There are power suits, power heels—but a power pin? Former Secretary of State Madeleine Albright explains how she used brooches to say everything from "I come in peace" to "Don't tread on me" in Read My Pins.
When we think about international diplomacy, we usually envision high-level meetings with handshakes and important documents to be signed. My predecessors as secretary of state appeared at such meetings in their fancy suits with power ties; when I took office, I thought the time might be right to display pins with attitude.

The idea of using pins as a diplomatic tool can't be found in any State Department manual; in fact, it would never have happened if not for Saddam Hussein. After I criticized Hussein for failing to cooperate with U.N. weapons inspectors, the government-controlled Iraqi press referred to me as an "unparalleled serpent."

By chance, I had a meeting scheduled with Iraqi officials; I decided to wear a pin showing a reptile coiled around a branch. When the meeting was over, a reporter asked me why I had chosen that particular pin. I smiled and said "Just my way of sending a message." Before long, jewelry had become part of my personal diplomatic arsenal. The first President Bush had been known for saying "Read my lips." I began urging colleagues to "Read my pins."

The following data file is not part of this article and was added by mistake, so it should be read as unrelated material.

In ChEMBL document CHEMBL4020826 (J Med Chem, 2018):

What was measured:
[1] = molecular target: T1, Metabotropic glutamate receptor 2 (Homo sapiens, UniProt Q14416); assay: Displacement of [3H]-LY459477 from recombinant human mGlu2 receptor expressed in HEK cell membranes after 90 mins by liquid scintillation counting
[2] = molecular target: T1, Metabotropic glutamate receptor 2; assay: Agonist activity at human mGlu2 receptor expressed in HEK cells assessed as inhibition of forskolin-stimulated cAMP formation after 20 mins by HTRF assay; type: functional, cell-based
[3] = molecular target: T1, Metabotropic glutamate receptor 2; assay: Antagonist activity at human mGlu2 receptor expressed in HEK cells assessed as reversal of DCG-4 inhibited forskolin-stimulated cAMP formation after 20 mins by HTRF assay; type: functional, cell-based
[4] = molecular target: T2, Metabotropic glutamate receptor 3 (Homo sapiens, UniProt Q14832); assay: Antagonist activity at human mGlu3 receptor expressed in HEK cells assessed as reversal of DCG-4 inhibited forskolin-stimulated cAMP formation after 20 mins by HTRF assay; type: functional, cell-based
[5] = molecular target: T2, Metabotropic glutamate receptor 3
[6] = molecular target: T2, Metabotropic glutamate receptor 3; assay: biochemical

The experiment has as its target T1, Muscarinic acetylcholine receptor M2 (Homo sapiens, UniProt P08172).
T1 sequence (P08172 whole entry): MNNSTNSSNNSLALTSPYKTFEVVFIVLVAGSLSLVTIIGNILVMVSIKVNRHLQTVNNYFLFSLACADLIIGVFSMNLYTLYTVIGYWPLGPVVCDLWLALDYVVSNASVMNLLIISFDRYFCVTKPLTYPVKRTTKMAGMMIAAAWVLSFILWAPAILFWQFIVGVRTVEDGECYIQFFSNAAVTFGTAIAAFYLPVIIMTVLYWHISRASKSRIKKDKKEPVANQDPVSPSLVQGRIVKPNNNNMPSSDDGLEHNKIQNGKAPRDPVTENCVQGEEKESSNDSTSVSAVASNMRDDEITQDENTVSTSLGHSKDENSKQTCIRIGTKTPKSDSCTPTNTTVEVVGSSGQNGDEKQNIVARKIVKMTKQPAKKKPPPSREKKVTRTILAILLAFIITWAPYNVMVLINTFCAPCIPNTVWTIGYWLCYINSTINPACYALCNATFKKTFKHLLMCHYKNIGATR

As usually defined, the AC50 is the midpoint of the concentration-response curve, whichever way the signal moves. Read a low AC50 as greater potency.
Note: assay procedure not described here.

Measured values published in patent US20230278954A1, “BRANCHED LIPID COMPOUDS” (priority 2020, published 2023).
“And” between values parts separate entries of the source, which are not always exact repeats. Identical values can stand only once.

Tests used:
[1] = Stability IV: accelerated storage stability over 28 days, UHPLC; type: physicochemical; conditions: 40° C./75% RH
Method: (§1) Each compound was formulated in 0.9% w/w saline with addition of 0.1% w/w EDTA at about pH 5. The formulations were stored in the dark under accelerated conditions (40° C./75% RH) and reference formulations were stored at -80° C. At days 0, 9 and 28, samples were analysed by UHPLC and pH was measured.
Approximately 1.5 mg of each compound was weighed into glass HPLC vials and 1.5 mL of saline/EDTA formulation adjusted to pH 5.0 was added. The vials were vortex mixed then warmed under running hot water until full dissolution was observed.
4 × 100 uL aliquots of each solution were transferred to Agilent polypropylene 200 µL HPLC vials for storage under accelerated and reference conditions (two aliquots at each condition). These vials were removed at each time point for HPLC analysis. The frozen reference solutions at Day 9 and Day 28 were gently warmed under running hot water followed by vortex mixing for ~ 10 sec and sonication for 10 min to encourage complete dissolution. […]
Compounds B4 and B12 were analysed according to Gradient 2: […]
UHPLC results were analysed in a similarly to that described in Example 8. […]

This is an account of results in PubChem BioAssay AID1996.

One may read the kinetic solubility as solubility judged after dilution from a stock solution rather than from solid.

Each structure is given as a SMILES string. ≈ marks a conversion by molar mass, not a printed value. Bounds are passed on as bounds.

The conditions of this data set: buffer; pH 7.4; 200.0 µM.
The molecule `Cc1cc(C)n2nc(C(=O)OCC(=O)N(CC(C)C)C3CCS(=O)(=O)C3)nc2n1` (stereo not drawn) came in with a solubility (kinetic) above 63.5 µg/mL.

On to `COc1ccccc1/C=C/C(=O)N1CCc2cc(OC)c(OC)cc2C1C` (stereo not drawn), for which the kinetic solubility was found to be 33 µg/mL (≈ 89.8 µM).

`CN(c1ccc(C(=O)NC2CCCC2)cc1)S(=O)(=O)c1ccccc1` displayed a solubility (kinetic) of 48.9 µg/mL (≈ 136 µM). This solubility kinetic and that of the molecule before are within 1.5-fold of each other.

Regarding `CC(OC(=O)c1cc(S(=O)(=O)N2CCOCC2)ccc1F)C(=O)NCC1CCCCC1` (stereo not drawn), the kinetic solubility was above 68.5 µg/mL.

See some of the pins in her collection

As an instrument of foreign policy, a pin is clearly not in the same league as a peace agreement or a deal to limit nuclear arms. So I do not claim too much, but I do think that the right symbol at the correct time can add something meaningful to a relationship, whether that something is warm and fuzzy—or very, very sharp.

It was also enjoyable to see how other foreign ministers would react. If I had on a ladybug or a butterfly, they knew that I was in a good mood. If I wore my angel pin, they could expect me to be gentle. But if it was a spider or a wasp, they had fair warning to watch out.

During four years of Middle East peace negotiations, I almost exhausted my collection. When first speaking on the subject, I wore a dove pin that had been a gift from the widow of Israeli Prime Minister Yitzhak Rabin, who had been assassinated because of his support for peace. Later, in Jerusalem, Mrs. Rabin presented me with a whole necklace of doves, saying that the dove pin might need reinforcements.

She was right.


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